1. The British healthcare cost agency doesn’t plan to cover Bristol-Myers Squibb’s Opdivo because the immuno-oncology drug is too expensive as a treatment for lung cancer. The National Institute for Health and Care Excellence issued the draft guidance today. (Reuters

2. The California Public Employees’ Retirement System, often referred to as Calpers, reported that specialty drug costs rose 32% to $438 million in 2014. Specialty drugs made up less than 1% of all prescriptions covered by Calpers, one of the nation’s largest purchasers of medical care. (LAT)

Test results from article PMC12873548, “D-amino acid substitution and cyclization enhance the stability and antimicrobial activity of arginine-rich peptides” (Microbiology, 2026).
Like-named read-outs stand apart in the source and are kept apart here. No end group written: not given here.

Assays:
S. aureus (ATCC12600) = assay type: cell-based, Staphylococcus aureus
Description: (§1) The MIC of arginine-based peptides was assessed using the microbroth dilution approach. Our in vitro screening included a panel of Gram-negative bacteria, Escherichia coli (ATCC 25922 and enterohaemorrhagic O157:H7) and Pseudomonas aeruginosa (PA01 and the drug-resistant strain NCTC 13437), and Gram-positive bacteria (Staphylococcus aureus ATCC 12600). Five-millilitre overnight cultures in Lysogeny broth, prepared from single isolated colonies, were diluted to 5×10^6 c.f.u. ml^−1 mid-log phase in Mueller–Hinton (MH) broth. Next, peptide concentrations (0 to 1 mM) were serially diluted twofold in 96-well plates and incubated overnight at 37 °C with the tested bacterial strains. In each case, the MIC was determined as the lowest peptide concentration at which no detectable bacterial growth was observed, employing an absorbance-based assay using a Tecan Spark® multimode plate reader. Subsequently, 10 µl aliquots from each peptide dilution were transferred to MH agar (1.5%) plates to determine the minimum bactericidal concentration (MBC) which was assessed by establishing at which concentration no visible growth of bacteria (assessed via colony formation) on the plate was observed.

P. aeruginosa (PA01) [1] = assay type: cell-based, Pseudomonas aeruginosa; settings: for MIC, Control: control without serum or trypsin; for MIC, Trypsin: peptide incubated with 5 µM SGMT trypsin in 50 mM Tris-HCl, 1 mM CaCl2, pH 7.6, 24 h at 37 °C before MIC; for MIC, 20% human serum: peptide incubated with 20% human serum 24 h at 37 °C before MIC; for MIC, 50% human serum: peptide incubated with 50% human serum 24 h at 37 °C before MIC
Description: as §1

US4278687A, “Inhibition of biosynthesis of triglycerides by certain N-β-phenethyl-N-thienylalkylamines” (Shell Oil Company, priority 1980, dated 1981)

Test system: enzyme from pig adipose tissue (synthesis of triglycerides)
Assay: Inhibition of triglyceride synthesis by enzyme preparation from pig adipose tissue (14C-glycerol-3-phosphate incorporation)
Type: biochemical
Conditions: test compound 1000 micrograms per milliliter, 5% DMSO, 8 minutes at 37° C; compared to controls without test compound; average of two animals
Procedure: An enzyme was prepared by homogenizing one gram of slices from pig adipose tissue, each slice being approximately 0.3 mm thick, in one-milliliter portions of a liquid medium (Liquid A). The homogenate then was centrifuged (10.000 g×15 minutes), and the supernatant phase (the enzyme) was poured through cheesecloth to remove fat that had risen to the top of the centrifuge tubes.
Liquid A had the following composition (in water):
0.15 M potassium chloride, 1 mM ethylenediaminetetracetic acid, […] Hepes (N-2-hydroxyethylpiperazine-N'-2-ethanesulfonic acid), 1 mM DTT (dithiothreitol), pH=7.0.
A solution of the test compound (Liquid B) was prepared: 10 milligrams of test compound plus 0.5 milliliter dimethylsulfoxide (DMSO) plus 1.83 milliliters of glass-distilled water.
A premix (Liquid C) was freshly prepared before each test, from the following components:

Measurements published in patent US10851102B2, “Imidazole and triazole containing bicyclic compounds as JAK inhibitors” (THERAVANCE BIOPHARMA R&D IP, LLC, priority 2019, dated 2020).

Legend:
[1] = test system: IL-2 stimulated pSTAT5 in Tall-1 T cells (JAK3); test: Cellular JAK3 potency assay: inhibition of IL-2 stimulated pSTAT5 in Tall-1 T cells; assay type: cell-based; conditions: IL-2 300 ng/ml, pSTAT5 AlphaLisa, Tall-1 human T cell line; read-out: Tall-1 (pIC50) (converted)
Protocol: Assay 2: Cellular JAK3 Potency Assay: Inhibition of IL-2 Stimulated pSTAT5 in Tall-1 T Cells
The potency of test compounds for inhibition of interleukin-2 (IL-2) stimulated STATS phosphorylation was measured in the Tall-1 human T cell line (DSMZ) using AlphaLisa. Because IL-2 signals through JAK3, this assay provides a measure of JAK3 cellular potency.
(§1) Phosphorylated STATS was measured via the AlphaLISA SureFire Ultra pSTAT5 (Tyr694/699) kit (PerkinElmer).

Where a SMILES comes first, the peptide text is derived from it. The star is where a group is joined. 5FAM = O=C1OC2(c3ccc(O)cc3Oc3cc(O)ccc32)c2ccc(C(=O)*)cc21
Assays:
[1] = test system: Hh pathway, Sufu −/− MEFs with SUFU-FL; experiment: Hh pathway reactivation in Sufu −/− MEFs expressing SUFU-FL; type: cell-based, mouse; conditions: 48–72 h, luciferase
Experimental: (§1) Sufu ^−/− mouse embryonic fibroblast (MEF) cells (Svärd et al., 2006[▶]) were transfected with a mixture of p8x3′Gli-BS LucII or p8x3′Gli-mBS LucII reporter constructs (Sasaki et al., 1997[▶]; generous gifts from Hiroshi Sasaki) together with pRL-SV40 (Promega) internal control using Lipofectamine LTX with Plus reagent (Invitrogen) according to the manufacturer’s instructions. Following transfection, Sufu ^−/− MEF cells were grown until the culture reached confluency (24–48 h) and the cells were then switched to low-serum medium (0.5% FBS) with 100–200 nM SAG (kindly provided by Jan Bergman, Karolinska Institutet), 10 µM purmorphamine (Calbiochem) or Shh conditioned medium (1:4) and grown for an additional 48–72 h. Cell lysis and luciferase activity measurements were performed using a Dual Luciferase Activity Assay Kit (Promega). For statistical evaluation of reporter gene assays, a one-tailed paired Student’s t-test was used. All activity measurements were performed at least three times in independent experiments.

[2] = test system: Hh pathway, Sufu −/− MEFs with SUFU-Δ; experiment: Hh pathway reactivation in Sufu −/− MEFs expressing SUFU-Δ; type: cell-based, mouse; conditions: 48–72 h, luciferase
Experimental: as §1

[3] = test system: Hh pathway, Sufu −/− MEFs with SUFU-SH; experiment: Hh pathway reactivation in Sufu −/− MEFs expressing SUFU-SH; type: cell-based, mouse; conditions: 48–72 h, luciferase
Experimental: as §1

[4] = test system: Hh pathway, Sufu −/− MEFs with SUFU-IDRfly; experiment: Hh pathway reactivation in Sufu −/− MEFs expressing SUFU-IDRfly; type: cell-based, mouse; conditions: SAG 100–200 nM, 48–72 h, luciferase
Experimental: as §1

3. A study found that the National Institutes of Health is funding fewer clinical trials. At the same time the number of industry-funded trials has nearly doubled. This may mean fewer trials examining comparative interventions. (MedPage Today)

4. User data was leaked from two health apps, one a dating app for HIV-positive people and the other a fitness app. A blog called DataBreaches.net had first reported the leaks, which raise concerns about the disclosure of sensitive health information and further questions about how many health apps are not required to comply with patient privacy laws. (Buzzfeed)

5. Novartis hired James Bradner, a Harvard cancer researcher, to fill the gaps in its immuno-oncology product pipeline. One analyst said Novartis “completely missed the boat” by not developing immuno-oncology drugs, like Bristol-Myers Squibb’s Opdivo. (Reuters)